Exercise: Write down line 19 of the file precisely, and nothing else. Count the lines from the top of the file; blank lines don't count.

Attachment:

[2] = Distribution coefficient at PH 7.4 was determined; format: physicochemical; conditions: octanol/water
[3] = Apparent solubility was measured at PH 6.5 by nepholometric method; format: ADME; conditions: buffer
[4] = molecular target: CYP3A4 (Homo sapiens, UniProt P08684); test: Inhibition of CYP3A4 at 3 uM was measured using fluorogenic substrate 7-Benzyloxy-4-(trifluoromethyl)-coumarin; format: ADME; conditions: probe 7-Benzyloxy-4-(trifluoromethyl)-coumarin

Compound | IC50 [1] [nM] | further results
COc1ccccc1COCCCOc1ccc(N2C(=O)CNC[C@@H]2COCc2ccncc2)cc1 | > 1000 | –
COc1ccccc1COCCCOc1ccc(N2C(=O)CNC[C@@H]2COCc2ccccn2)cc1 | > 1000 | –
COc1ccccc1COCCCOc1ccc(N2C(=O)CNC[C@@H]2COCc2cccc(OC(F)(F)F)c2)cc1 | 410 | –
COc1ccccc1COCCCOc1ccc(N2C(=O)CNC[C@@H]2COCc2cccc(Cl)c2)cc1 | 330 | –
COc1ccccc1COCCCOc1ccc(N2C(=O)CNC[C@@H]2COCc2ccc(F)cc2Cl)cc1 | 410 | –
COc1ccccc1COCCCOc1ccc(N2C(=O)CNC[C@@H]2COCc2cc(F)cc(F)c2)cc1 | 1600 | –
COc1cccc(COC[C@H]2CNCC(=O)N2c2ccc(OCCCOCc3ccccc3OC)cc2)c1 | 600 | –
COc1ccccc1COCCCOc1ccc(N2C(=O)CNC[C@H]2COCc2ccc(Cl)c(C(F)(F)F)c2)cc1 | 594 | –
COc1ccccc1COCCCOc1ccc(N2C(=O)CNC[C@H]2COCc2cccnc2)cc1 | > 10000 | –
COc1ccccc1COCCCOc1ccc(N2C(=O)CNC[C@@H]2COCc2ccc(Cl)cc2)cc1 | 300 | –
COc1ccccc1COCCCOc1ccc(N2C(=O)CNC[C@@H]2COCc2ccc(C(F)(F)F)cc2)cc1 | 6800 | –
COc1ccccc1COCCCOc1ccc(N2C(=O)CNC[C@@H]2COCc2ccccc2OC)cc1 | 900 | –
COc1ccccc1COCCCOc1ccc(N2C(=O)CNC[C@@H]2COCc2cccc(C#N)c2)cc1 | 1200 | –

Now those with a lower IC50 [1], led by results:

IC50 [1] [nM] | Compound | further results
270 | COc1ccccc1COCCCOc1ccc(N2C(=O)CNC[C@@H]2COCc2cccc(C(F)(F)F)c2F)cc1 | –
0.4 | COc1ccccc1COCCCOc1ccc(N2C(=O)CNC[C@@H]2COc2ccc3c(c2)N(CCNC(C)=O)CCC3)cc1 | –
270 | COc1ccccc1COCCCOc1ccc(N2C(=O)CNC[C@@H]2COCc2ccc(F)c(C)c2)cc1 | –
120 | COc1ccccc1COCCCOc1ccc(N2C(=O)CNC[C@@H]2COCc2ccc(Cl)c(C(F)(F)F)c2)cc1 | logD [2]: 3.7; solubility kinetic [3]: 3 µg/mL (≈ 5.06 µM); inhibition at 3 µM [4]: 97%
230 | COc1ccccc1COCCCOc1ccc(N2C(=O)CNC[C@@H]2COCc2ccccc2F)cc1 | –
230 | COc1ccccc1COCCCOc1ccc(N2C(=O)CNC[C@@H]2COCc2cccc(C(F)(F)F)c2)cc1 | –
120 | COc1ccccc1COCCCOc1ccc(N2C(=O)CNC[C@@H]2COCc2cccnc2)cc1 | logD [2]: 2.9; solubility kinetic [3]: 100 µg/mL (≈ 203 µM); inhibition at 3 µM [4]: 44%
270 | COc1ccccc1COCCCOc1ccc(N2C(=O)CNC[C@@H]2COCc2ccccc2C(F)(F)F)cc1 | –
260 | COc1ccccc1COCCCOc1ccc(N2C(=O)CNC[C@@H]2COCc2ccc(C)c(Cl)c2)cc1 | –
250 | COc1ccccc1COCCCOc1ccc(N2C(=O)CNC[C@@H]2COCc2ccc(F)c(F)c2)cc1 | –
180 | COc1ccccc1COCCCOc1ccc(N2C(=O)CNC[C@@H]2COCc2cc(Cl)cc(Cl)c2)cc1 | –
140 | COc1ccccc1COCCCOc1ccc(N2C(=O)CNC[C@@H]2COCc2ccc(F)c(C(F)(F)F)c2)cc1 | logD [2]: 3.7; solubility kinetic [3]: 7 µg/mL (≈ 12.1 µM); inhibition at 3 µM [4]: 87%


IC50 [1] [nM] | Compound | further results